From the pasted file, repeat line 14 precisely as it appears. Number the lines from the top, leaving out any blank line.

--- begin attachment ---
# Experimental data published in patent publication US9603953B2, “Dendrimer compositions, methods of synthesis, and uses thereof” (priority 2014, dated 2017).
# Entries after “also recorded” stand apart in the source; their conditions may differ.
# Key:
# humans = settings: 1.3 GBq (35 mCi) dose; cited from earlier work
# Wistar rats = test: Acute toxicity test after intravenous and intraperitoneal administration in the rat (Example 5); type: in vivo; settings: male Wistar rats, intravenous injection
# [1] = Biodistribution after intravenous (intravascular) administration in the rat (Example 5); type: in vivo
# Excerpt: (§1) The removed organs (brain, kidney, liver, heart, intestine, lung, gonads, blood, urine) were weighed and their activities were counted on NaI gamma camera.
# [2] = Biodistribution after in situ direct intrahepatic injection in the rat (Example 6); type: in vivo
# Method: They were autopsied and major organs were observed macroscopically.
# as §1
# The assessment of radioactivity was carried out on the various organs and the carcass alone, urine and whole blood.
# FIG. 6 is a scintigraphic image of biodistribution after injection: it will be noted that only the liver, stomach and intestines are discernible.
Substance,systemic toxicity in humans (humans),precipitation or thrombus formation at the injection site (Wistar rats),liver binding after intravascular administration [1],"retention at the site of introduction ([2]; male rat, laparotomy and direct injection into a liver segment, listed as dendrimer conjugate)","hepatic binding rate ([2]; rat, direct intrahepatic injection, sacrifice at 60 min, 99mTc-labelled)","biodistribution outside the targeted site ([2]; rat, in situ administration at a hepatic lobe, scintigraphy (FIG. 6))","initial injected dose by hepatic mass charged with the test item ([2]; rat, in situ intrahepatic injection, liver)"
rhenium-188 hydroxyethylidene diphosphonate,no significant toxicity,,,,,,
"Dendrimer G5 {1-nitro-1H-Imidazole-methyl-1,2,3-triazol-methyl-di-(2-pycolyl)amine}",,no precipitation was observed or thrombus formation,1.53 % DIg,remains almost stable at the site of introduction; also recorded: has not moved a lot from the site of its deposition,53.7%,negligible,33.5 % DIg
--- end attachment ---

rhenium-188 hydroxyethylidene diphosphonate,no significant toxicity,,,,,,